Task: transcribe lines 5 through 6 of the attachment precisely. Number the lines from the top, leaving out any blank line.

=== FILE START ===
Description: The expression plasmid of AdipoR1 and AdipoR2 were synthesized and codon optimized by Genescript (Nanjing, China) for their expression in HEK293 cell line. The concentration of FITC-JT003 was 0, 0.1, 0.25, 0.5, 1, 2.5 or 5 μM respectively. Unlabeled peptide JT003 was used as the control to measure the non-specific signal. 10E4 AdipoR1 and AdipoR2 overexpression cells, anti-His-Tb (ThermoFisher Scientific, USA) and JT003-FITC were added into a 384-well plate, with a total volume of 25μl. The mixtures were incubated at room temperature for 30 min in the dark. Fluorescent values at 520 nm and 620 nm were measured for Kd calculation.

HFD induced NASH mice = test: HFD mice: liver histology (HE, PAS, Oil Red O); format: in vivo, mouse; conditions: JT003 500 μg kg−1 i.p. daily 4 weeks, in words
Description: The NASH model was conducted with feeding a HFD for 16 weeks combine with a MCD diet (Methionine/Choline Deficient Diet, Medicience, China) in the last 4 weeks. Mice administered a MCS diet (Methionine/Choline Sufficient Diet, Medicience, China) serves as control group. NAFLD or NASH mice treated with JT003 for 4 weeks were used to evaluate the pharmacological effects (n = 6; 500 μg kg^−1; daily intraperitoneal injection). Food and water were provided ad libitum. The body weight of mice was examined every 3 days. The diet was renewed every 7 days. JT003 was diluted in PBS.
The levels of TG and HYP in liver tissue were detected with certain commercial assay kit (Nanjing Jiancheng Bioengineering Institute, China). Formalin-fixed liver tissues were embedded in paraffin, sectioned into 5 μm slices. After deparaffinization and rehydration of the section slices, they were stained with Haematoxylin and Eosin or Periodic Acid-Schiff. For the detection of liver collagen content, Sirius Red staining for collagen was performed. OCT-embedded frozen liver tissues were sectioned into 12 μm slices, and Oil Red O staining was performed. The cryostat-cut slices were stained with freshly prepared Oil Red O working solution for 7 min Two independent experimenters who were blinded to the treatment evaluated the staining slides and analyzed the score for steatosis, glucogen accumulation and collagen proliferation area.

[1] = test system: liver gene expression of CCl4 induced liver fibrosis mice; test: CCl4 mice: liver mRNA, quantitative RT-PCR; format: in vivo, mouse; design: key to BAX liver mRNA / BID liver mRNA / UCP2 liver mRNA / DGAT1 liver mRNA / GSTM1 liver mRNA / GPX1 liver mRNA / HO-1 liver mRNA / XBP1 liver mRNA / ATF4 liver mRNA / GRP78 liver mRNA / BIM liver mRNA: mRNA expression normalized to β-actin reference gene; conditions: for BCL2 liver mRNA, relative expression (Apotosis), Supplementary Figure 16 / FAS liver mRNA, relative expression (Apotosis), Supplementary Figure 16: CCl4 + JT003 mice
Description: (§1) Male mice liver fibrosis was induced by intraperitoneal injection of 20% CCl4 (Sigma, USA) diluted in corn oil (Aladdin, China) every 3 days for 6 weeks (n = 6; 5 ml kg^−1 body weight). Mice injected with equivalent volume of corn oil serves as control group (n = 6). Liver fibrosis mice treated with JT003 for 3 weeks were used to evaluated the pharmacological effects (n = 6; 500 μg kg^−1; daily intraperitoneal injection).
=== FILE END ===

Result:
[1] = test system: liver gene expression of CCl4 induced liver fibrosis mice; test: CCl4 mice: liver mRNA, quantitative RT-PCR; format: in vivo, mouse; design: key to BAX liver mRNA / BID liver mRNA / UCP2 liver mRNA / DGAT1 liver mRNA / GSTM1 liver mRNA / GPX1 liver mRNA / HO-1 liver mRNA / XBP1 liver mRNA / ATF4 liver mRNA / GRP78 liver mRNA / BIM liver mRNA: mRNA expression normalized to β-actin reference gene; conditions: for BCL2 liver mRNA, relative expression (Apotosis), Supplementary Figure 16 / FAS liver mRNA, relative expression (Apotosis), Supplementary Figure 16: CCl4 + JT003 mice
Description: (§1) Male mice liver fibrosis was induced by intraperitoneal injection of 20% CCl4 (Sigma, USA) diluted in corn oil (Aladdin, China) every 3 days for 6 weeks (n = 6; 5 ml kg^−1 body weight). Mice injected with equivalent volume of corn oil serves as control group (n = 6). Liver fibrosis mice treated with JT003 for 3 weeks were used to evaluated the pharmacological effects (n = 6; 500 μg kg^−1; daily intraperitoneal injection).